I have said that the silly season in Catholic liturgical practices is now passing. It is not definitively past. Witness this suggested “Prayer of the Faithful” for Thanksgiving Day published by Pueblo in New York and found on the Catholic World Report website. We are assured this is not a parody.

CELEBRANT: As consumers, we are conditioned by our economy never to be satisfied. But God, too, is a fantastic supplier, and we stop and take a sample inventory on this special day for giving thanks.

LEADER : For the smell of new rain, for pumpkins, and Snoopy, for the aroma of homemade bread, for cotton candy, for funny looking animals like giraffes and koalas and human beings; let us give thanks to the Lord.

2. For the smell of fall in the air, for paychecks, and smoked ribs, for the intricate designs of window frost, and for ice cubes and ice cream; let us give thanks to the Lord.

3. For clean sheets and peanut butter, and perma-press, and stereo-headphones, for vacations and seat belts, for escalators, and for views from tall buildings, and for red balloons; let us give thanks to the Lord.

4. For first romances and second romances, for eyes to see colors and ears to hear music and feet to dance, for dissenters and the right to dissent, for black and red and brown power, for pine trees and daisies, for newspapers and sandals and frogs; let us give thanks to the Lord.

5. For parks and woodsmoke and snow, for the smell of leather, for funny buttons and powerful posters, for pecan pies and long hair and french fries and recycling centers, for jet planes and for finding a nearby parking space, for zoos and splashing fountains and rock music and Bach music, let us give thanks to the Lord.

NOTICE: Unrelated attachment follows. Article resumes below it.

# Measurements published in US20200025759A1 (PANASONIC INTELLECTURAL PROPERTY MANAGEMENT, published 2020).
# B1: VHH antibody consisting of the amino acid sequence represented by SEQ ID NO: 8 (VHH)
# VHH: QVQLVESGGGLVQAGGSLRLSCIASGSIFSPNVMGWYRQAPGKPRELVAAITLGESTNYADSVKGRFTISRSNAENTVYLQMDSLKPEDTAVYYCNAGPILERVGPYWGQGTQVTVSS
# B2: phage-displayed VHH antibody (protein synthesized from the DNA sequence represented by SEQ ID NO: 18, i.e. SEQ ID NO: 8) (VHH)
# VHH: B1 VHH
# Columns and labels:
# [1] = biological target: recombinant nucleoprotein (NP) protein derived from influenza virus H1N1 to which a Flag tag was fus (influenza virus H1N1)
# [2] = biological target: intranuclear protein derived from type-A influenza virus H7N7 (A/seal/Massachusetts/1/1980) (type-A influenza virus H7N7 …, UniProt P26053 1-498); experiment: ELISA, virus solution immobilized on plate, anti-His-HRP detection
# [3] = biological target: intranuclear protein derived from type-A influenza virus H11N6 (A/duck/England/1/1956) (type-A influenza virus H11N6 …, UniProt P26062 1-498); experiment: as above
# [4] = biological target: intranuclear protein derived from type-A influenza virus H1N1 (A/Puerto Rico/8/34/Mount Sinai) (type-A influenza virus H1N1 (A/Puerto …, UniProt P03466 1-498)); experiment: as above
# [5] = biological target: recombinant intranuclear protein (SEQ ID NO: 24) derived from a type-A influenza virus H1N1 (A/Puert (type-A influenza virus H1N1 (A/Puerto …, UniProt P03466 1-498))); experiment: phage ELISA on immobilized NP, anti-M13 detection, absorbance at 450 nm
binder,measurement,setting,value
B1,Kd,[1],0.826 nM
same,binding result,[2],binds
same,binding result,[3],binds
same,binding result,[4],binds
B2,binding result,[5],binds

CELEBRANT: God, you overwhelm us with your goodness. And we have yet to mention your greatest gift, our brother Jesus! For these and all your gracious gifts please help us to learn how to live thankfully each day.

There is a measure of comfort in knowing that the above was published in 1977. As I said, the silly season is passing. Not, mind you, that we should not be grateful for some of the gifts mentioned in the above silliness.


This is an argument very much worth having. Charles Krauthammer writes in the Weekly Standard : “But if that is the case, then McCain embraces the same exceptions I do, but prefers to pretend he does not. If that is the case, then his much-touted and endlessly repeated absolutism on inhumane treatment is merely for show. If that is the case, then the moral preening and the phony arguments can stop now, and we can all agree that in this real world of astonishingly murderous enemies, in . . . very circumscribed circumstances, we must all be prepared to torture. Having established that, we can then begin to work together to codify rules of interrogation for the two very unpleasant but very real cases in which we are morally permitted—indeed morally compelled—to do terrible things.”

Krauthammer is writing against Senator John McCain’s proposal for banning all forms of “cruel, inhuman, or degrading” treatment of prisoners, a proposal which has overwhelming support in Congress but is opposed by the Bush administration. McCain has said that in extreme circumstances — such as the familiar “ticking time bomb” scenario — authorities will do what they have to do to extract information. Krauthammer says that means McCain’s proposed rule is “merely for show,” and comes close to saying that its supporters are guilty of hypocrisy.